mike-hatton

Full Circle

Former Eye on the Desert reporter Mike Hatton returns to the Coachella Valley for the 30th annual Palm Springs International Film Festival to help celebrate Green Book, a film he also stars in.

GREG ARCHER Arts & Entertainment, Current Digital

mike-hatton
Mike Hatton (in the tux) with Green Book writer/producer Nick Vallelonga and actor Viggo Mortensen.
PHOTOGRAPH COURTESY UNIVERSAL PICTURES/PARTICIPANT/DREAMWORKS

For many years, former Eye on the Desert reporter Mike Hatton interviewed celebrities at local red carpet events. Thanks to his role in director Peter Farrelly’s film Green Book, Hatton will be on the other side of the velvet ropes in January alongside his costars at the 30th annual Palm Springs International Film Festival (PSIFF).

Green Book, which has garnered five Golden Globe nominations and a bevy of critical praise, stars Viggo Mortensen and Mahershala Ali in a 1960s period piece that touches upon bridging the racial divide. As uplifting as it is thought provoking, the movie also captured PSIFF’s coveted Vanguard Award, a group honor distinguishing a film’s cast and director in recognition of their collective work on an exceptional film project.

• See related story: Green BookCast, Director to Collect Vanguard Award

In the movie, Hatton plays George, a sarcastic bass player in pianist Dr. Don Shirley’s (Mahershala) musical ensemble. He says that it’s been “incredible” to part of the project, which came to him rather serendipitously — Hatton happened to know one of the film’s writers, Nick Vallelonga, who vied for him to get the role.

The Indiana-born talent now resides in the Los Angeles area but lived in the Coachella Valley for six years while working for CBS Local 2; he still owns a home in the desert. Hatton tells Palm Springs Life what it’s like to come full circle with his own celebratory appearance at the festival, one of the most high profile events in the valley.

What’s the most interesting thing you learned on set?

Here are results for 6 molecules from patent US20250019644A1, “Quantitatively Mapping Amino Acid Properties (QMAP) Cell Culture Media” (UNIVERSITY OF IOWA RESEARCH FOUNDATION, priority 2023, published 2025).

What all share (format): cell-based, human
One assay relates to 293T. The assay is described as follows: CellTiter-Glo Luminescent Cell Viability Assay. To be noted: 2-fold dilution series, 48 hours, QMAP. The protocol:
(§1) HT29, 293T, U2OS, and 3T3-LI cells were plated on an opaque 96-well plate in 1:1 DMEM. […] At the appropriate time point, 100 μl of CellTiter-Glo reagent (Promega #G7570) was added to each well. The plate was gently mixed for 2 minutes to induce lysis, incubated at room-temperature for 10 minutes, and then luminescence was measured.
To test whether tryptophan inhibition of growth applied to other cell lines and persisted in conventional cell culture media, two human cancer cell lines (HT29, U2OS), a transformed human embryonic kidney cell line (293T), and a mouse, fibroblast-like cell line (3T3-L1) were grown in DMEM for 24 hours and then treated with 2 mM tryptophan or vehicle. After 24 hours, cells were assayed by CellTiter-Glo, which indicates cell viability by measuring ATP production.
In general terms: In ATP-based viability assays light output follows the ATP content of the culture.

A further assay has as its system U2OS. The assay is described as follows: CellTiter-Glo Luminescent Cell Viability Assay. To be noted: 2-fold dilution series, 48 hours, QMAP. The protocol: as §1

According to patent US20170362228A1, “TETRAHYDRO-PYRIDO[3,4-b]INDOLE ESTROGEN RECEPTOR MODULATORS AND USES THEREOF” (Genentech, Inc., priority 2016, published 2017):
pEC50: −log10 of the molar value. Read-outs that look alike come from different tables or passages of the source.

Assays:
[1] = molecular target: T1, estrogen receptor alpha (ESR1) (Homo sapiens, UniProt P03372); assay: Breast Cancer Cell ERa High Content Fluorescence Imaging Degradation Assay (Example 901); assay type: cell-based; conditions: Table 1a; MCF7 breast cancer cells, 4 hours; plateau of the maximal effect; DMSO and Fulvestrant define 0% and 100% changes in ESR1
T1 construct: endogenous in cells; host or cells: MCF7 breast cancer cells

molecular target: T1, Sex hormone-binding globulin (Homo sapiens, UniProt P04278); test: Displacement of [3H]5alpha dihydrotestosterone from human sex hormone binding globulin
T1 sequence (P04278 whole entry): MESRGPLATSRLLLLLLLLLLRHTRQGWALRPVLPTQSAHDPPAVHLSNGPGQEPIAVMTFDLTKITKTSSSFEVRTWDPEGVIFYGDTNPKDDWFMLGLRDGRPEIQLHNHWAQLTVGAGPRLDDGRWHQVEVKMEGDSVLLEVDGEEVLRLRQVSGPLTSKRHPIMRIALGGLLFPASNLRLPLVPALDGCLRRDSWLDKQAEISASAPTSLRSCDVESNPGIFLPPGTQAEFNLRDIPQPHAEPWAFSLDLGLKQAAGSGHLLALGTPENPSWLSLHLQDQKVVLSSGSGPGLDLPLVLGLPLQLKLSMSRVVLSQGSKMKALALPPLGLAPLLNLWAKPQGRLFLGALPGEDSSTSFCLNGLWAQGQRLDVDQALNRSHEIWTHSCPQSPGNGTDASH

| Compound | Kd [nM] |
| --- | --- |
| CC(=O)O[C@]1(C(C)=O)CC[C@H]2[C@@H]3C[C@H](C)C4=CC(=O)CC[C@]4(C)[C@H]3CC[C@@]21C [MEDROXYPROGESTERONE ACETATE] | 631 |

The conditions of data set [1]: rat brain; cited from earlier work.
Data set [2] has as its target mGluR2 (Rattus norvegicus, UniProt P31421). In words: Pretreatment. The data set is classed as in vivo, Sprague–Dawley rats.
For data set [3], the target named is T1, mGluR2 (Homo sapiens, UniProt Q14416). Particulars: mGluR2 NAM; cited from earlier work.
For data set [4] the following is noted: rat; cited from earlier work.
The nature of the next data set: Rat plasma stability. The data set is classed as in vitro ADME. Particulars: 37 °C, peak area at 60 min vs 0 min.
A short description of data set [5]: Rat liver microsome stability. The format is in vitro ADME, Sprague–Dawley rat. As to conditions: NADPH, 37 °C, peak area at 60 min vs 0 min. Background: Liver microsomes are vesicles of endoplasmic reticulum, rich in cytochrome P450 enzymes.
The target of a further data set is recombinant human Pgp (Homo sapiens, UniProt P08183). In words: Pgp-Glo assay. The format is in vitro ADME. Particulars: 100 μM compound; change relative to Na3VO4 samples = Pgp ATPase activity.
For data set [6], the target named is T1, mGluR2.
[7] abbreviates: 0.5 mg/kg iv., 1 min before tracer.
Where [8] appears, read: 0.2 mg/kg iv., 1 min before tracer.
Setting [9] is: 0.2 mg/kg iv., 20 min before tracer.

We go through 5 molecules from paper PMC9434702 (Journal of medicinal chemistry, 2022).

You definitely see a new world. I’ve been in the business a long time — as somebody who has covered the red carpet, you look at the actors and celebrities and you think that they are different than we are. And they’re not. Once you sit down with them and chat with them, you realize that they are people, too.

Did you know how to play the bass prior to the film?

I was a bass player in a rock band in high school. I didn’t play jazz; it was rock ’n’ roll. Nick [Vallelonga] was adamant that there wasn’t a role for me, but then he said, “Wait a minute, can you play the bass?”

How has the Coachella Valley has shaped your creative life?

When I was an entertainment reporter, I got a chance to be up close and personal with celebrities and filmmakers. I saw that the valley really embraced people who were aspiring. I grew up in the Midwest. That’s not the place where you say, “I want to be an actor or a filmmaker.” I actually did the practical thing and got into the news business. But out here, I met a great community that encouraged me to be an actor. People at the film festival and being out and about around town helped. It helps that Palm Springs is Hollywood’s playground because when you say that you want to get into the movie business, people don’t destroy your dreams.

mikehattongreenbook

PHOTOGRAPH BY ILLUMINATE PHOTO DESIGN

“I love to get into character and pretend to be somebody else.”
— Mike Hatton

What was it like to work alongside Viggo Mortensen and Mahershala Ali?

Each of them has different approaches to how they play their characters. I really wanted to learn their processes. Viggo had so much fun with that character. In between takes, he wasn’t Tony Lip — they are nothing like each other, except for their big heart —  but you could always see Tony was there behind the eyes. He could seamlessly flow in and out of character. Marhershala’s process was more intense and meditative. He had to have solitary time.

What most enthralls you about acting?

I love to get into character and pretend to be somebody else. I love filmmaking, too. I write, produce, and direct. Palm Springs gave me that opportunity. On the weekends, we were borrowing cameras from the station to do short films that I would act in or produce or direct.

It’s interesting that Eye on the Desert gave you a glimpse into a lifestyle that you’re now stepping into more fully. 

Eye on the Desert gave me a peek at the other side — yes. I was covering the red carpet a little over a decade ago, and now, here I am, I’m going to be walking the red carpet. It’s surreal. Back then, when I was covering the red carpet, I wasn’t envious; I just thought I would love to do that some day. Palm Springs really gave me a chance to be in front of the camera — because it can be intimidating. But at the end of the day, actors are people. They put their pants on the same way. One leg at a time. 

Mike Hatton will be joined by cast members Viggo Mortensen and Mahershala Ali along with director Peter Farrelly to represent Green Book at the 30th annual Palm Springs International Film Festival (Jan. 3–14). For tickets and additional film fest information, visit psfilmfest.org.

mikehattonvillaroyale

PHOTOGRAPH BY ILLUMINATE PHOTO DESIGN

Mike Hatton hangs out at the newly renovated Villa Royale in Palm Springs.